(Updates with details, comments; adds bylines)
By Jarrett Renshaw and Chris Prentice
NEW YORK, April 17 (Reuters) - A bipartisan group of senators from U.S. farm states pressed the Environmental Protection Agency on Tuesday to stop issuing hardship waivers from the nation’s biofuels laws to refiners and to name the companies that already have them.
The request is the latest sign of rising tensions over the U.S. Renewable Fuel Standard, or RFS, a controversial law requiring refiners to mix billions of gallons of biofuels into the nation’s gasoline and diesel supplies that has split the powerful corn and oil lobbies.
The EPA has provided more than two dozen hardship waivers to refineries in recent months - exempting them from the program - in an attempt to help the industry cope with compliance costs, according to an agency source. The agency typically issues fewer than a dozen a year, according to a former official.
Biofuels advocates say that excessive use of the waivers undermines the Renewable Fuel Standard by weakening demand for biofuels like corn-based ethanol.
A federal judge in August said the EPA’s criteria for awarding exemptions was too strict, reversing a denial for Sinclair Oil and enticing others to apply.
The waivers are intended for small facilities that would face “disproportionate economic hardship” if they comply with the RFS. EPA grants them in secret, arguing the information is business confidential.
Reuters has reported, however, that at least one large and profitable company, Andeavor, is among the firms whose plants recently received exemptions, and that other big companies like Chevron Corp and Exxon Mobil also have applied.
“Recent reports indicate dozens of small refiner waivers have been secretly granted to large, multibillion-dollar companies under the guise of the small refinery hardship exemption,” the 13 senators wrote in a letter to EPA Administrator Scott Pruitt.
“This is extremely concerning to us,” they added.
The group of senators was led by Republican Chuck Grassley from Iowa and Democrat Amy Klobuchar from Minnesota, both states with significant ethanol industries.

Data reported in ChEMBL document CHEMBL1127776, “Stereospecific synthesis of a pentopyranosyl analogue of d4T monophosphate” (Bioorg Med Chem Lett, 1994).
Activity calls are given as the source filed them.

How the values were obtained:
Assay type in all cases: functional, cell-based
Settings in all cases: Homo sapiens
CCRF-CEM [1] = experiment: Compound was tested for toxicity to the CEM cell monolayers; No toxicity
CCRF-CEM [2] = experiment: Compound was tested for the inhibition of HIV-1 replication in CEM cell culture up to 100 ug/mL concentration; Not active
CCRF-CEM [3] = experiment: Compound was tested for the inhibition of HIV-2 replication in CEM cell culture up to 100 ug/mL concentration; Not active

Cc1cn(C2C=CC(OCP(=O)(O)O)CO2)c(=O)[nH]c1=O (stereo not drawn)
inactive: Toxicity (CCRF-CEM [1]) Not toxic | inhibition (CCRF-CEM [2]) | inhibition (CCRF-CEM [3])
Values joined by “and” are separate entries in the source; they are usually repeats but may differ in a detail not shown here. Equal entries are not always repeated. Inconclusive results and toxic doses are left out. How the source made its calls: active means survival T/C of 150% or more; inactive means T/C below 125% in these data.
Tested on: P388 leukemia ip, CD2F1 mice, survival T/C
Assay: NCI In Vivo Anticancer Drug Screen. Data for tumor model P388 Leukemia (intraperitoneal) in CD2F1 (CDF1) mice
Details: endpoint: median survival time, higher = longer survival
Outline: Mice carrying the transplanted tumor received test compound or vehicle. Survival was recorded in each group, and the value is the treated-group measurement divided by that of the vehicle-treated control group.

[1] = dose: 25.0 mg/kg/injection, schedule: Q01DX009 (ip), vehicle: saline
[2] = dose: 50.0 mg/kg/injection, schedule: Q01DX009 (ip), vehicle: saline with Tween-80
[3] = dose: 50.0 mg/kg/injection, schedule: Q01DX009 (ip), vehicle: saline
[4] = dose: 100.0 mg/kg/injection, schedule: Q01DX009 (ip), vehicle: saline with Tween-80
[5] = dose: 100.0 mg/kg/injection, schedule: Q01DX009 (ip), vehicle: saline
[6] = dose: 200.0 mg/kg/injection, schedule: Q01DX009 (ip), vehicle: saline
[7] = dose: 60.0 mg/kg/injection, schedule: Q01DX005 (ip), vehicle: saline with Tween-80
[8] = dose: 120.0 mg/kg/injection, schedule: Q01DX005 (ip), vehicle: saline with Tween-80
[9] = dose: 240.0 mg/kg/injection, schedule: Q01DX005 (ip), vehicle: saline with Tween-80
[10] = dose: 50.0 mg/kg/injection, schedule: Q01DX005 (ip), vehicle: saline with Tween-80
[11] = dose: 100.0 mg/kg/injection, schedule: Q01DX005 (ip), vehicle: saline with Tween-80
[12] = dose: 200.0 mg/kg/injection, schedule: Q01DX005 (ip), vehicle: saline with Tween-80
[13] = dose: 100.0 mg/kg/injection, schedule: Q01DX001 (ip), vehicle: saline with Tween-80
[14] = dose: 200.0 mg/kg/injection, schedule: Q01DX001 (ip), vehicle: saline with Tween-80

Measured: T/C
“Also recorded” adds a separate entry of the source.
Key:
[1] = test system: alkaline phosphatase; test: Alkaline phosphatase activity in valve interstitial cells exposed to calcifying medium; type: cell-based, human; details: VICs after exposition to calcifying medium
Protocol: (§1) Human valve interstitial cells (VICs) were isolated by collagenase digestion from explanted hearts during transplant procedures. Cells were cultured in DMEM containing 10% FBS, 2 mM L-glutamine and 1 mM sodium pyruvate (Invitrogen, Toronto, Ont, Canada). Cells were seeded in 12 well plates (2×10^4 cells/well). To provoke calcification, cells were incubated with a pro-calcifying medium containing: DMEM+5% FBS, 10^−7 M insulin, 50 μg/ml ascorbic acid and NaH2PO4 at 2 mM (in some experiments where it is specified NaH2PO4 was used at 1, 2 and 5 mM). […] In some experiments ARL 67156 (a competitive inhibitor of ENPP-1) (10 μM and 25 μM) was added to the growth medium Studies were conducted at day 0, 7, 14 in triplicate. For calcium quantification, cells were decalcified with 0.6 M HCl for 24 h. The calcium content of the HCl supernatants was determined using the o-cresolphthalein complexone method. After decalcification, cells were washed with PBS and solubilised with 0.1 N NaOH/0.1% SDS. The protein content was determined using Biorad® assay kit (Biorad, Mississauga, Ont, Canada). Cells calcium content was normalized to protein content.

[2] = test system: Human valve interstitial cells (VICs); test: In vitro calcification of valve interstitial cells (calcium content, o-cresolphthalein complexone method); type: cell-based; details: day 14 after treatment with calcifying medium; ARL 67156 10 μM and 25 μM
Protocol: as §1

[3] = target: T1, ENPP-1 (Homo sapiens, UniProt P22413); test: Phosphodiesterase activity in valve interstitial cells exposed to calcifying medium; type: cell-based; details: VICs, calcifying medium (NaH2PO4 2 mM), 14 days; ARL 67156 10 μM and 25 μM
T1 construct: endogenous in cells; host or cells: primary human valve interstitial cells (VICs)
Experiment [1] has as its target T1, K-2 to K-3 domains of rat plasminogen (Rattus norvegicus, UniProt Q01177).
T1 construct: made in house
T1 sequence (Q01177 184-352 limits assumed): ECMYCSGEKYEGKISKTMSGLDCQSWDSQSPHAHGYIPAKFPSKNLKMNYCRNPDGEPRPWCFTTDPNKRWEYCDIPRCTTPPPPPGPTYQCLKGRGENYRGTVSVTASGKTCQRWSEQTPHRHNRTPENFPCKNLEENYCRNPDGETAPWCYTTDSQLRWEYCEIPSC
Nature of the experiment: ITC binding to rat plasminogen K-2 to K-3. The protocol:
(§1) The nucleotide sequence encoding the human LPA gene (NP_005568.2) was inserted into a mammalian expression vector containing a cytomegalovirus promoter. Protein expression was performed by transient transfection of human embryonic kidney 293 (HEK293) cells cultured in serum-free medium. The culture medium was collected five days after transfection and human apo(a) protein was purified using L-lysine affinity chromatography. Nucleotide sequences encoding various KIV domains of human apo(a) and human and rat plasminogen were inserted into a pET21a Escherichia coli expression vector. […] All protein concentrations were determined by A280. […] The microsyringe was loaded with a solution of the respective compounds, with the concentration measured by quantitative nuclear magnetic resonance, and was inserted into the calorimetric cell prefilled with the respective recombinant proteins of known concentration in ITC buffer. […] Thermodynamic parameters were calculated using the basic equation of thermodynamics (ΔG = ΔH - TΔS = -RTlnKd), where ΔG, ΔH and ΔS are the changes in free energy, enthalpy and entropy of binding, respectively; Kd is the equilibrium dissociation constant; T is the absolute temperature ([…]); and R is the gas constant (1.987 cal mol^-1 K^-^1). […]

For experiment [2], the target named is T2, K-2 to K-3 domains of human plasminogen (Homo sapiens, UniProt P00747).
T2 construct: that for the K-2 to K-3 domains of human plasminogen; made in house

The letter was dated Friday, April 13, but released by the senators to the public only on Tuesday.
EPA spokeswoman Liz Bowman said halting the hardship waiver program would be a violation of the RFS. “EPA doesn’t have the authority to pick and choose which provisions of the RFS to follow,” she said.
“The Agency has been both responsive and open about small refinery waivers, while being careful not to violate confidential business information protections,” she added.
Last week, five of the senators called on President Donald Trump to halt use of the waivers temporarily.
The RFS was implemented in 2005 to help farmers, reduce pollution, and cut petroleum imports. The program now requires the refining industry to ensure some 15 billion gallons of ethanol are added to the nation’s fuel mix.
Refiners must prove their compliance by acquiring government-awarded blending credits - either by earning them or purchasing them from rivals. Oil companies have said the credits are costly and that the program needs to be reformed or repealed.
Sen. John Barrasso of Wyoming, home to several small refineries, applauded the expansion of the exemption program.
“EPA, working with the Energy Department, must conduct a detailed, objective analysis based on confidential business information. They must look at each small refinery on an individual basis whether or not it is part of a larger company.
“During the Obama administration, EPA didn’t follow the law and the courts rebuked the agency,” Barrasso said in a statement issued on Tuesday. (Reporting By Jarrett Renshaw and Chris Prentice Editing by Chizu Nomiyama and Dan Grebler)